Saturday, August 23, 2014

My Sunday School Lesson Recap: Practical Ways to Strengthen Marriage and Family

We focused today on practical things that we can do to strengthen marriage and family in our own lives. Most of the kids in my class have two parents at home, and today all of the ones in attendance have traditional families, so I structured the lesson around a series of reflective questions and input from the students. Also, the Sunday School President attended the class, as did my wife. (She was called today to teach the younger class and wasn't prepared with a lesson, so we combined the two classes.)

I asked each question, gave them about a minute to think about it, and got their answers - talking about each one, if further discussion seemed appropriate. The following are the questions and the answers that were given:

1) What do your parents do to strengthen their marriage?

They help each other with the small tasks around the house.
They communicate with each other / talk about everything before making big decisions.
They work things out without arguing with each other.
They look for things to do together.
They still do silly, romantic things - like dancing in the kitchen while the food is cooking.
They go on regular dates.
They talk nicely to each other.
My dad made it clear he loves us but loves my mom more - that she is his top priority and he won't let us disrespect her.

2) What do your parents do to strengthen your family?

They make sure we read the scriptures as a family at least a couple of times each week and have family prayers most nights. (I loved the focus on regularly when "daily" just didn't work, especially since these parents are ward leaders and would be classified as traditional members by pretty much everyone who knows them.)
They try their best to put up with the kids.
They make sure we eat dinner together, even though my dad works 12 hour days.
They do fun family activities, including my favorite: rides after church on Sunday.
They had fun Family Home Evenings, including things like basketball in the backyard, tag, hikes, etc.
My mom helps everyone. She takes us to all of our activities and volunteers to help others, also - even though that leaves her little time for herself.
They spend as much time together as possible and work hard to have good relationships with us.
They show appreciation for us and compliment us more than they criticize us.

3) What sacrifices have your parents made to help their marriages and their families?

My dad took care of me when I was little and my mom was bedridden with her degenerative disease.
My mom got a job to help support our family, even though she wanted to stay home with us.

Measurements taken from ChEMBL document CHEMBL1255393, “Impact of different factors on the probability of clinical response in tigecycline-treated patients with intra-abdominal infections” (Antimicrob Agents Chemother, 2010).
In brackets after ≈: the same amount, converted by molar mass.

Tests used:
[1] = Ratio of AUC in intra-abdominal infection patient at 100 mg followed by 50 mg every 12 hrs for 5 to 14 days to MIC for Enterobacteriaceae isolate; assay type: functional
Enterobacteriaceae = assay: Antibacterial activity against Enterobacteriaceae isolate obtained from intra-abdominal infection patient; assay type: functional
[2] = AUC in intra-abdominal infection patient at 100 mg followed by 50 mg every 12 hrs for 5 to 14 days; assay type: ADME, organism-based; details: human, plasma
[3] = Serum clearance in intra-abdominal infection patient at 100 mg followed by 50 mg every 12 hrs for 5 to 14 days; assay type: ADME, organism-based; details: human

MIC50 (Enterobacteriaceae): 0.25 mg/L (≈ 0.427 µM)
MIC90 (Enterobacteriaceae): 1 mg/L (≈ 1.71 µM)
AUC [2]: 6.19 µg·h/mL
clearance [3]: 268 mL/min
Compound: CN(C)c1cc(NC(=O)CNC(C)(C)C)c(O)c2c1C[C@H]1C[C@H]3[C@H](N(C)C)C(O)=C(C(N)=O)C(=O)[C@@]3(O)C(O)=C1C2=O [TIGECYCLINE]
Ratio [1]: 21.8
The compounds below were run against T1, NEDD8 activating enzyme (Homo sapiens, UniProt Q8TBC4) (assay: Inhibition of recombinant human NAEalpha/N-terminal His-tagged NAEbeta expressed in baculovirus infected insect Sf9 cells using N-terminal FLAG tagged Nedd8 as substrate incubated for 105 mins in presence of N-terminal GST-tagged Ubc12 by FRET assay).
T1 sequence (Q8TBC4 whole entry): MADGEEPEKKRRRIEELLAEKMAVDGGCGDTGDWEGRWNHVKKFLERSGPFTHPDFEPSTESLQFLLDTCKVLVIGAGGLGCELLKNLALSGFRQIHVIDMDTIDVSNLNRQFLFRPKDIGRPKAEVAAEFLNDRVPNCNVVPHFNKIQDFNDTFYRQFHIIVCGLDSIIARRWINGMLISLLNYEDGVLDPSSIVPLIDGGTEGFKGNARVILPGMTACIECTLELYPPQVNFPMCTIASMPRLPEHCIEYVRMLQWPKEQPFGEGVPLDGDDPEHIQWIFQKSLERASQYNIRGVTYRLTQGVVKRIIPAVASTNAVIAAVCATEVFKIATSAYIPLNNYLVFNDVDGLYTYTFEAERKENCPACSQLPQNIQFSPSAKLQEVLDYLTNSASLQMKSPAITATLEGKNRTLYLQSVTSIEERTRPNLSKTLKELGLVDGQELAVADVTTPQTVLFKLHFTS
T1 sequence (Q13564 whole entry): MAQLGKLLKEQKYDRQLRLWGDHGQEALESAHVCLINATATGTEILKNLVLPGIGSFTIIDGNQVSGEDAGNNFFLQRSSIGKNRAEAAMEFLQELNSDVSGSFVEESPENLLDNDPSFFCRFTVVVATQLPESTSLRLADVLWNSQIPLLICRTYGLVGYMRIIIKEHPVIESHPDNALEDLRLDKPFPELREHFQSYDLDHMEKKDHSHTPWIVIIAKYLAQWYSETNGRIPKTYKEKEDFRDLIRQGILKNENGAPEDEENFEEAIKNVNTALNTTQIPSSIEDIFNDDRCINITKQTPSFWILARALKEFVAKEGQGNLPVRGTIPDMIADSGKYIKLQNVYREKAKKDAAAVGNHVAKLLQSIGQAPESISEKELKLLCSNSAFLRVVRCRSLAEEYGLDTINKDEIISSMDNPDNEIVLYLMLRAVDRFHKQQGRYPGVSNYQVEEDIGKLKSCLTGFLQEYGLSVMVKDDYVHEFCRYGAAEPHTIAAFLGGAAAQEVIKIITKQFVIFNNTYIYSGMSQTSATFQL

My dad started a new job during the day while trying to keep his business open. He would spend hours with us each evening, then, when we would go to bed, he would spend hours each night trying to save his business. We didn't know what he was doing until after his business closed, since he didn't want us to feel bad about the time he spent with us.
My mom gets stressed out easily. She tried to take medication for it, but it made her feel like a zombie, and she couldn't help us while she was on it. She gave up the medication and is trying to find other ways to cope with her stress, even though it's really hard on her. She told us she would rather struggle to be part of our lives than not struggle and not be part of our lives.

I used the responses to that question to reiterate again how we tend to talk about an ideal when we talk about marriage, but I pointed out (by asking the questions directly) that all of them know single, adult members of the ward - and divorced or widowed members of the ward - or members who are married to non-members and attend church without a spouse - etc. I told them that what we were talking about is important no matter what their individual adult lives end up being like - that it's much like in October when we will talk about "Becoming More Christlike".

I finished with one last question, and I told them I would NOT ask for their answers. I told them that it was something to consider now but also over time - and that it might be one thing or twenty-seven things or any number of things. I first reiterated the core definition of "repent" (which they all know by now is simply "change") and told them that this is a great example of a way to approach proactive repentance (making changes NOT because of mistakes / sins of the past but in order to grow moving forward).

4) What do you need to change about yourself in order to be a better husband / wife or mother / father when you are ready to get married and have a family of your own?

Finally, I told them not to try to find "the perfect spouse". I told them, for example, that the apostles and their wives weren't apostles and apostles' wives when they met, fell in love and got married. I told them if they are with someone who makes them feel worse about themselves when they are together to run away from that person and find someone who makes them feel better about themselves when they are together. I told them to find someone who will make them the top priority - who will be willing to sacrifice in some way to support them and to keep a strong marriage.

1 comment:

Jenifer Pullman said...

I want to come to your sunday school class! Thank you so much for your blog and for being so willing to share in an honest and loving way the subjects that you have obviously thought so much about. You have been prolific and consistent, haven't you? I currently teach a Relief Society class in my home ward and a Temple Prep class for young adults in the ward where my husband serves in the bishopric. Your blog will be a new source of information for me and I'm so excited to have found it.